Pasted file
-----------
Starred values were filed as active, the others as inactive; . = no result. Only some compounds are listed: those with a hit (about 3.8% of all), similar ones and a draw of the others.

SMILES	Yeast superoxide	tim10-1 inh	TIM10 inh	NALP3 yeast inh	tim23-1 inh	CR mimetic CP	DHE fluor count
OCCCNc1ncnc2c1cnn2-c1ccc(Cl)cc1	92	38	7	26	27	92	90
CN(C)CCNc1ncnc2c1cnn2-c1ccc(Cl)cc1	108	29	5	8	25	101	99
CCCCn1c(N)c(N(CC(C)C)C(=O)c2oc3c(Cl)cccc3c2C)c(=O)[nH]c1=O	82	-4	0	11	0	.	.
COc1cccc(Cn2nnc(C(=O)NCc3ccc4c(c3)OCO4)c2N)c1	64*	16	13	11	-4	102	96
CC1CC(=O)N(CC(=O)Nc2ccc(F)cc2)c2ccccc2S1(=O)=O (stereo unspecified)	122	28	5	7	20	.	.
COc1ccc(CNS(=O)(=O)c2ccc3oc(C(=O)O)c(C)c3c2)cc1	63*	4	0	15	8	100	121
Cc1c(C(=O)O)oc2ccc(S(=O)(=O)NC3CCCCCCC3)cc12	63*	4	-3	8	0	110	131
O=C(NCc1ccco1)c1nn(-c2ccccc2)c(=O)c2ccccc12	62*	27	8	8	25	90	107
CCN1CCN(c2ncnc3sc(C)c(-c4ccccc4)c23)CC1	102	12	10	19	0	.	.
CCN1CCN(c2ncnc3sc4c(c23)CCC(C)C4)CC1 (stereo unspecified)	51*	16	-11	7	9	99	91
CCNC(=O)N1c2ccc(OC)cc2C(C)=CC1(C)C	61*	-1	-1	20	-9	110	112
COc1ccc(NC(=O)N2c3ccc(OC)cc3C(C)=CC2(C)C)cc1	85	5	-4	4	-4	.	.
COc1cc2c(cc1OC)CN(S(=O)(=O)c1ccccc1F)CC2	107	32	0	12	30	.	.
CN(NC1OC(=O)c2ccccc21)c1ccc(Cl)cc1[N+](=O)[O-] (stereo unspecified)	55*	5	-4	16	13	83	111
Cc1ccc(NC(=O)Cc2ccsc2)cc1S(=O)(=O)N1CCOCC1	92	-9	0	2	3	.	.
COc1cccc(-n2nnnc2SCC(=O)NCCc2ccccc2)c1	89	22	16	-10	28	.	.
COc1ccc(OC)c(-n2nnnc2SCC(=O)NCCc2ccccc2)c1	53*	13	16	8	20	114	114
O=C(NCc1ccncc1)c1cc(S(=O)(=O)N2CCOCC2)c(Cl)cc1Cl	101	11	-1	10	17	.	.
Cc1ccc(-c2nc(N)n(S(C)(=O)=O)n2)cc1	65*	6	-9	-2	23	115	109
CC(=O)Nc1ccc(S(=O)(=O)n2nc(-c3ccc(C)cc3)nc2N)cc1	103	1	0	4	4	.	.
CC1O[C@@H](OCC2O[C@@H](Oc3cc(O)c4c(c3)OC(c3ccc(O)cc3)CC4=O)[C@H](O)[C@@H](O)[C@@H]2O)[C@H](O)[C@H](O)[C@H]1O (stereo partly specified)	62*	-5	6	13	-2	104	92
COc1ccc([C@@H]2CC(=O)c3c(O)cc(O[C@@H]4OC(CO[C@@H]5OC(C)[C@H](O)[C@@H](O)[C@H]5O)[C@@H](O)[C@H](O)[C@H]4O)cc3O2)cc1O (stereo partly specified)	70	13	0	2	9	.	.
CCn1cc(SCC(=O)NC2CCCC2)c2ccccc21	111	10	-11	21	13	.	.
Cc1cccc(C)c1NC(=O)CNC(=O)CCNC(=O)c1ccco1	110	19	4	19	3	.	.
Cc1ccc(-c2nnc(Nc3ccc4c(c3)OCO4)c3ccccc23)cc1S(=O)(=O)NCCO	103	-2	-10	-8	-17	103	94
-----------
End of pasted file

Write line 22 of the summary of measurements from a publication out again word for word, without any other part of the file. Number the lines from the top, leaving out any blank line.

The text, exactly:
CC(=O)Nc1ccc(S(=O)(=O)n2nc(-c3ccc(C)cc3)nc2N)cc1	103	1	0	4	4	.	.